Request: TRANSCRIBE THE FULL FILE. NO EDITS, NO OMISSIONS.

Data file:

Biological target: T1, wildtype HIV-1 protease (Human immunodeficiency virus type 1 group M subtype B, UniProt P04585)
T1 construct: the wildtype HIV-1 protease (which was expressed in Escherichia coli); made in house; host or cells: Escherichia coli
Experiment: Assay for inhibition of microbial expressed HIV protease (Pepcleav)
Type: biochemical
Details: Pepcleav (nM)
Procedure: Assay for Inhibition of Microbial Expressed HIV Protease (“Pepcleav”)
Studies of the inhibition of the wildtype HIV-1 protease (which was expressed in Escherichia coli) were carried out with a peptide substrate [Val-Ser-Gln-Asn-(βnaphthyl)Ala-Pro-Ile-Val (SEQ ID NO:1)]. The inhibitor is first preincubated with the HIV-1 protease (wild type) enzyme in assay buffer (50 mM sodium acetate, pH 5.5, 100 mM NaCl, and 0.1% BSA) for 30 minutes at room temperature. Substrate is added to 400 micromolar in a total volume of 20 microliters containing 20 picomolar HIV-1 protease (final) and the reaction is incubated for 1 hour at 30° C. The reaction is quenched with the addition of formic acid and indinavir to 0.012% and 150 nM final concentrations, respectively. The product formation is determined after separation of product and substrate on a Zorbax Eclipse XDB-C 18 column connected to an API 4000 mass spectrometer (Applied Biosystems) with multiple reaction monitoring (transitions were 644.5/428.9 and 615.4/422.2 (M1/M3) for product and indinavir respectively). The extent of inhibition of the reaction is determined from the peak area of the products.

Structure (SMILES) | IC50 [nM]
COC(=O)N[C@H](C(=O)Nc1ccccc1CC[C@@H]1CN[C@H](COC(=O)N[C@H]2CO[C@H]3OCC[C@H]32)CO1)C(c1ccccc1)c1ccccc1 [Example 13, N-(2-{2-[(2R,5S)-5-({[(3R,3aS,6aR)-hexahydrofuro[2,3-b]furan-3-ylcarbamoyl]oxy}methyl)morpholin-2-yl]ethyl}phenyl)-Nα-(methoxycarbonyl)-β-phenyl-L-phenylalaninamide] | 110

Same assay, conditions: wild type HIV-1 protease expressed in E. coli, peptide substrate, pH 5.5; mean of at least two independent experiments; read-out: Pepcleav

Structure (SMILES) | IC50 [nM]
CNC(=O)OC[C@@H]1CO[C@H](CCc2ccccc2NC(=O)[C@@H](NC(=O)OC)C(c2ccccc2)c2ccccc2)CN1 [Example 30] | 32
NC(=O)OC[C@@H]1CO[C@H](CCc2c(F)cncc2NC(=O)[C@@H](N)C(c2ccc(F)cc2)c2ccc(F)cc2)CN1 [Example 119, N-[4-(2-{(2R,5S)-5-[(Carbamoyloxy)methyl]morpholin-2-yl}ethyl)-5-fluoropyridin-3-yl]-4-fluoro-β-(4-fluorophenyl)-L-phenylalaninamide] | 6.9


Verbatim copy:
Biological target: T1, wildtype HIV-1 protease (Human immunodeficiency virus type 1 group M subtype B, UniProt P04585)
T1 construct: the wildtype HIV-1 protease (which was expressed in Escherichia coli); made in house; host or cells: Escherichia coli
Experiment: Assay for inhibition of microbial expressed HIV protease (Pepcleav)
Type: biochemical
Details: Pepcleav (nM)
Procedure: Assay for Inhibition of Microbial Expressed HIV Protease (“Pepcleav”)
Studies of the inhibition of the wildtype HIV-1 protease (which was expressed in Escherichia coli) were carried out with a peptide substrate [Val-Ser-Gln-Asn-(βnaphthyl)Ala-Pro-Ile-Val (SEQ ID NO:1)]. The inhibitor is first preincubated with the HIV-1 protease (wild type) enzyme in assay buffer (50 mM sodium acetate, pH 5.5, 100 mM NaCl, and 0.1% BSA) for 30 minutes at room temperature. Substrate is added to 400 micromolar in a total volume of 20 microliters containing 20 picomolar HIV-1 protease (final) and the reaction is incubated for 1 hour at 30° C. The reaction is quenched with the addition of formic acid and indinavir to 0.012% and 150 nM final concentrations, respectively. The product formation is determined after separation of product and substrate on a Zorbax Eclipse XDB-C 18 column connected to an API 4000 mass spectrometer (Applied Biosystems) with multiple reaction monitoring (transitions were 644.5/428.9 and 615.4/422.2 (M1/M3) for product and indinavir respectively). The extent of inhibition of the reaction is determined from the peak area of the products.

Structure (SMILES) | IC50 [nM]
COC(=O)N[C@H](C(=O)Nc1ccccc1CC[C@@H]1CN[C@H](COC(=O)N[C@H]2CO[C@H]3OCC[C@H]32)CO1)C(c1ccccc1)c1ccccc1 [Example 13, N-(2-{2-[(2R,5S)-5-({[(3R,3aS,6aR)-hexahydrofuro[2,3-b]furan-3-ylcarbamoyl]oxy}methyl)morpholin-2-yl]ethyl}phenyl)-Nα-(methoxycarbonyl)-β-phenyl-L-phenylalaninamide] | 110

Same assay, conditions: wild type HIV-1 protease expressed in E. coli, peptide substrate, pH 5.5; mean of at least two independent experiments; read-out: Pepcleav

Structure (SMILES) | IC50 [nM]
CNC(=O)OC[C@@H]1CO[C@H](CCc2ccccc2NC(=O)[C@@H](NC(=O)OC)C(c2ccccc2)c2ccccc2)CN1 [Example 30] | 32
NC(=O)OC[C@@H]1CO[C@H](CCc2c(F)cncc2NC(=O)[C@@H](N)C(c2ccc(F)cc2)c2ccc(F)cc2)CN1 [Example 119, N-[4-(2-{(2R,5S)-5-[(Carbamoyloxy)methyl]morpholin-2-yl}ethyl)-5-fluoropyridin-3-yl]-4-fluoro-β-(4-fluorophenyl)-L-phenylalaninamide] | 6.9